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State of California Sues Chase Bank over CC lawsuits


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I second for the states attorney general going after Midland Funding and LVNV Funding. For me, they have gotten by with deception and caused me grief for years. I for one will do my small part. We have to stand against being victimized and I'm sure that California's state AG did not take action over one complaint. We all must do our part. Let our AG's know about every violation we have had to live with.

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I second for the states attorney general going after Midland Funding and LVNV Funding. For me, they have gotten by with deception and caused me grief for years. I for one will do my small part. We have to stand against being victimized and I'm sure that California's state AG did not take action over one complaint. We all must do our part. Let our AG's know about every violation we have had to live with.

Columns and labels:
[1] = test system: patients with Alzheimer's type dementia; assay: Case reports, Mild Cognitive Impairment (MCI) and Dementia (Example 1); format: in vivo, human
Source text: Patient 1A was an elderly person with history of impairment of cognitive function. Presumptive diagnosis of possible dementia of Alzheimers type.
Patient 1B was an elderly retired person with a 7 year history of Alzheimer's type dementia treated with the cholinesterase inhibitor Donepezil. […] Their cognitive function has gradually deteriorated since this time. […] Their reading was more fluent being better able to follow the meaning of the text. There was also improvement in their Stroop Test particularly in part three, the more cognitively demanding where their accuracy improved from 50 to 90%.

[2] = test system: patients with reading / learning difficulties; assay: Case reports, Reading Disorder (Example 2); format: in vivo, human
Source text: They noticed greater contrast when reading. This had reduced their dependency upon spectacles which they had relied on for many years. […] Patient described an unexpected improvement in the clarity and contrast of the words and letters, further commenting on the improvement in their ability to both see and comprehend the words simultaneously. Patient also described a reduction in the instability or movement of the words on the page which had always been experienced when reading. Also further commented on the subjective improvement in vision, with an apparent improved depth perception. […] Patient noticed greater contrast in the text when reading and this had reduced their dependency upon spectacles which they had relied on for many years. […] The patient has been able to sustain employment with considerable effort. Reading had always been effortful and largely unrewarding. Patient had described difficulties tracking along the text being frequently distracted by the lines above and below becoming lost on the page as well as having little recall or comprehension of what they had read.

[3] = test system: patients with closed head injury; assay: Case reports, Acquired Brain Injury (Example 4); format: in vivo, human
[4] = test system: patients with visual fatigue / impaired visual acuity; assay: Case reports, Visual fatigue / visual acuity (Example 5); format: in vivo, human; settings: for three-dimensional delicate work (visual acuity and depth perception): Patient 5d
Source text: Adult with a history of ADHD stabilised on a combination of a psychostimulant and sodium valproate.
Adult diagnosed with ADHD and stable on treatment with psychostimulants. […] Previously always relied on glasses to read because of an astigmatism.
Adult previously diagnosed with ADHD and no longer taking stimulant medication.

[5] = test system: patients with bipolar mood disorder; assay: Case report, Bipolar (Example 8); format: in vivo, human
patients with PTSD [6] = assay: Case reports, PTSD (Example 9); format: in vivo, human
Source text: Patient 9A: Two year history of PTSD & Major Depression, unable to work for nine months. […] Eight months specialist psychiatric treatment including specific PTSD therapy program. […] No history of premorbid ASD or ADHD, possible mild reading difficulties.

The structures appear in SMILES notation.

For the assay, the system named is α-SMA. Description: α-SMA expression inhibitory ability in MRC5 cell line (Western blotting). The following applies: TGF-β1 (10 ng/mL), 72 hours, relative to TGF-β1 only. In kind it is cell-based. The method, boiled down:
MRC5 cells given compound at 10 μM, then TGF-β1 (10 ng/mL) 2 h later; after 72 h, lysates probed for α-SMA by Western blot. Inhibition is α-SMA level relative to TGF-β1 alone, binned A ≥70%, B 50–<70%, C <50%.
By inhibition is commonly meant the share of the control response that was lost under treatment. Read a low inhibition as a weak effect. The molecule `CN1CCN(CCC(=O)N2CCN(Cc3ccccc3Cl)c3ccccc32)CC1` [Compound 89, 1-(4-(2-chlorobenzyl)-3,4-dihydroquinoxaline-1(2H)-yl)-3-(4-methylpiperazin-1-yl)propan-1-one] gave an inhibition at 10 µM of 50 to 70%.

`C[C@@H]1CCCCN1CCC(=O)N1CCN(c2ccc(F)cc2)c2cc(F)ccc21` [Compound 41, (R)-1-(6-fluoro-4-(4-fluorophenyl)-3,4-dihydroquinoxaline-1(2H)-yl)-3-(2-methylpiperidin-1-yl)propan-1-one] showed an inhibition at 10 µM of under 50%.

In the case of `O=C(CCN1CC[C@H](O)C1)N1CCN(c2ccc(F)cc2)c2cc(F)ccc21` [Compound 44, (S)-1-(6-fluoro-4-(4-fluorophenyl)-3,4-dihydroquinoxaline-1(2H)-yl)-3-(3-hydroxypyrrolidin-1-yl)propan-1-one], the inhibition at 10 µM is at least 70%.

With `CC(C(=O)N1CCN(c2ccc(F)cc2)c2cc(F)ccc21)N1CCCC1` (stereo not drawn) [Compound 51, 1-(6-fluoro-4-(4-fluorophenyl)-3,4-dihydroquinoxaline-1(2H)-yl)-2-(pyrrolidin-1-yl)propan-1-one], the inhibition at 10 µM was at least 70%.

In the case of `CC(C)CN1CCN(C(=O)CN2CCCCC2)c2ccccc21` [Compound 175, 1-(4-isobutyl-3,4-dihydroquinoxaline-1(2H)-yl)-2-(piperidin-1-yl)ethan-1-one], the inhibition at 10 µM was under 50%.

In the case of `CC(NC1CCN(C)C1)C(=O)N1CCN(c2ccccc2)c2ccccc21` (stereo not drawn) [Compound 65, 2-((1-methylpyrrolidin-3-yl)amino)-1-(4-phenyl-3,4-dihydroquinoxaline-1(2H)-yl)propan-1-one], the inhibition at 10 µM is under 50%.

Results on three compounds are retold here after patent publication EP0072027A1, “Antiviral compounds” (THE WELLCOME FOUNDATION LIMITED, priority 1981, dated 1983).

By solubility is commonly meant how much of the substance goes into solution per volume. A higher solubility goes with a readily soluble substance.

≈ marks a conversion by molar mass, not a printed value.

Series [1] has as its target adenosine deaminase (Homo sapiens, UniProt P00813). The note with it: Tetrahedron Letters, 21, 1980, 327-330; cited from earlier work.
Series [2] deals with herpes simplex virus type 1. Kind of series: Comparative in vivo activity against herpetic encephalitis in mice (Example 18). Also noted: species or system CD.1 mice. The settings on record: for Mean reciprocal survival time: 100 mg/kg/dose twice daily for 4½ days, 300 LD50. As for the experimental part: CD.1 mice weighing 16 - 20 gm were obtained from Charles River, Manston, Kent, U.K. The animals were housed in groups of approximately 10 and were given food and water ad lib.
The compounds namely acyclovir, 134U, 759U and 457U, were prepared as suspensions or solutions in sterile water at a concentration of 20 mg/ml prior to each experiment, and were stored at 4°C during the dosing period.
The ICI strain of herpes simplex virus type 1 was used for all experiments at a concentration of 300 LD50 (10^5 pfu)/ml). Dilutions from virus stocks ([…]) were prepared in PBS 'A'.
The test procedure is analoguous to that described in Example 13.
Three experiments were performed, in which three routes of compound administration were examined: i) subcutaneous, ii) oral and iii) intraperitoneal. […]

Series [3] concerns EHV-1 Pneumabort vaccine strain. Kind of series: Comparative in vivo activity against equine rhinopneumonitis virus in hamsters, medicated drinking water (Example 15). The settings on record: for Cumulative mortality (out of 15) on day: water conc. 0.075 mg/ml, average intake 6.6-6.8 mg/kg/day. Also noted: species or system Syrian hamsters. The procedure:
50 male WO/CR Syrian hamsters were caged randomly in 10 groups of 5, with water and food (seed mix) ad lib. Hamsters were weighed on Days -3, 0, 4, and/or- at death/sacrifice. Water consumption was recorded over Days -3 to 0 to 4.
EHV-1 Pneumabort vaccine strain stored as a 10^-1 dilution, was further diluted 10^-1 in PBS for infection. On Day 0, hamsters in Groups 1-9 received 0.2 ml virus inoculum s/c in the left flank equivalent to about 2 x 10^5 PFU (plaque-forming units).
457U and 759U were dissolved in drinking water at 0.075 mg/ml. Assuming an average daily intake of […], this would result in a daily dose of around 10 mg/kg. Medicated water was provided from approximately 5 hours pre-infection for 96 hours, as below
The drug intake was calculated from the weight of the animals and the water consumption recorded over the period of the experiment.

They are going after deep pockets. California needs money. Chase has money. Chase screwed the pooch with sloppy records and suit shortcuts as the OC. What Chase should have done was keep good records and procedures like Amex and Discover and make sure their court processes were correct.

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I'm glad they are being held to task. What Chase and other financial institutions allegedly did was massively fraudulent, and in some cases criminal. Not only was there poor record keeping, the companies involved also produced fraudulent and forged affidavits, assignments, and other legal instruments on a massive scale. There was massive employment of notary fraud. And, if the allegations are to be believed, much of it happened with the knowledge and complicity of executives within these organizations. All of It resulted, in some cases, in the companies involved foreclosing on people who had completely paid off notes, or foreclosing on the wrong homes for owners that were not behind on their mortgage. In some cases, foreclosures were even instituted for properties which hadn't ever even been held through a loan with the foreclosing institution.